Scary, but worth it! Setting boundaries can be difficult and daunting. It can be especially hard if you are someone who has spent much of their life trying to care take of, or please those around you. What helps get through the immediate fear is looking towards the long term results and consequences. Not holding boundaries or following through on commitments with yourself has a huge price! We each have a spirit, or a part of us, that watches what we are doing all of the time - if it always sees you saying no to you, not following up on your own needs, then you may begin to feel depressed. Constantly saying no to ourselves, and trying to say yes to everyone else, can develop into depression, anger, and resentment.

Resentment: Resentment is the clearest signal that your boundaries have been crossed. It comes from a feeling that someone failed to respect our boundary - but it is not their job to do so! It is our job to state our boundaries, and to make them clear and big. If someone is crossing your boundary, it likely means you have to make a bigger sign. The fear and intimidation of doing so should not be a barrier - it is temporary and ephemeral, unlike resentment which does not leave us quickly, and can stick with us so long it make us sick. By allowing our fear of saying no to dominate, we run the risk of carrying around resentment- and then we are left paying that price for a long while. Instead, choose to take the risk of the discomfort of a NO in the name of authenticity, connectedness, and a more honest way of being in relationship! It is your job to respect and care-take your own boundaries. No one else can do this for you.

The art of saying NO: Once you have the courage and self-compassion to set a boundary, then it is your responsibility to do so with as much compassion for the other as you can. Many times our yesses and our nos come up with a lot of associated feelings - anger, frustration, entitlement, etc. Check in to see what level of emotional charge you are feeling, and if it is high, take steps (walk, journal, breathe...) to calm yourself enough so that you can state your boundary from a centered place. When we do so, it is better received than when we set a boundary with hot and high emotions. You may think that getting big and loud will help the other person see your boundary more clearly, but really it only distracts them, puts them in the defense, and leads to increased tension and conflict. Furthermore, with your emotions in check, you are more likely to feel grounded and have a ‘stand by it’ mentality that allows you to not be as affected or swayed by the (often) inevitable reaction you may get. It will help you stay committed to the boundary itself, without getting distracted or lost in all the feelings around it.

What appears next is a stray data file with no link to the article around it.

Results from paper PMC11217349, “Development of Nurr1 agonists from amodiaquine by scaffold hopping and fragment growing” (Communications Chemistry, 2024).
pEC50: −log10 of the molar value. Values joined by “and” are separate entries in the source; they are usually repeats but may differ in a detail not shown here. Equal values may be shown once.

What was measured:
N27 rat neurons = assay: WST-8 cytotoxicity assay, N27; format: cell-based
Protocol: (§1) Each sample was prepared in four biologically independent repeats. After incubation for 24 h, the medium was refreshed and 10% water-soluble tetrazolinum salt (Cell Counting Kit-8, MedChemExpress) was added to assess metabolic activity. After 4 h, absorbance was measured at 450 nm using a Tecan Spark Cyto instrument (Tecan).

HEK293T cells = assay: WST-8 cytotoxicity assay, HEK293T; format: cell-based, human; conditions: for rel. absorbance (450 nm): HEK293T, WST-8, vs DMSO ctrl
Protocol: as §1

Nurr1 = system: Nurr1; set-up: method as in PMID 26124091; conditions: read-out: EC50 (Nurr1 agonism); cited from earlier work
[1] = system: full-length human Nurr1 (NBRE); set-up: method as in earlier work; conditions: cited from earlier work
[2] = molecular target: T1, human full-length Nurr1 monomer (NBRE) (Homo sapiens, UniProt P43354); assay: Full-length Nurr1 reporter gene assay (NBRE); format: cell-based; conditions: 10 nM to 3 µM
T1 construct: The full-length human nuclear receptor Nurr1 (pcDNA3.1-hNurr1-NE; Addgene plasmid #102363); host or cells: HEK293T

How to best handle your fear of communicating a NO: It is common to be worried about how your boundary is going to be received - and yet, often this fear is based on an assumption we are holding. Acknowledge that you have some fear about what a no is going to mean to the other person, and share this! If you are someone who hates to disappoint people, you can take care of them and this feeling simultaneously by simply stating “I am really sorry if you find this disappointing…” before you share your no. Putting it right out on the table is a way of creating more understanding. And helps to create a bridge between the two parties so that they do not get too lost in the emotionality of the process. This connecting is critical when you share boundaries, especially within your romantic relationship as it helps to hold the container and the safety necessary so that the no does not feel like a rupture of attachment. If your no comes from an authentic, self-honoring place, then it is inherently important, even if uncomfortable, for your partner to know about. The deeper your awareness of this, the more resilient you can be in your stance and more capable of holding the boundary, while holding the temporary hurt or harm your partner feels.

We want to get what we want. And we don’t like not getting it. You may find that people use anger and big emotion as a way to manipulate you to change your mind if you have stated a no, when they expected and wanted a yes. People ARE going to push up against you. Be ready for this- notice it and be okay with people having feelings about your inner boundaries. It is okay for people to not like it, or to be upset!  It is not a relationship breaker! Without feeding the drama, you can state something along the lines of “I understand that you are angry, and totally get why you are angry, and I am not going to change my mind. Let’s figure out together how else you can get what you need/want!”

What to do if you suspect that your partner’s NO stems from fear or avoidance: If you do not understand or trust the motives behind your partner’s No, use this doubt and confusion as an invitation for more understanding. Ask them to tell you more about their No. Where does it come from? What brought them to the No? How is it important to them? This curiosity and compassion will help you understand the deeper place your partner is coming from, while also creating a culture and a conversation that can help any stuckness or fear your partner has that is motivating their No, allowing it to dissipate. When we feel comfortable and respected in our relationships, our boundaries can come from that authentic core needs place, rather than from a more reactive and rigid place. This conversation about boundaries provides a chance for intimacy and connection - enjoy it! Explore it!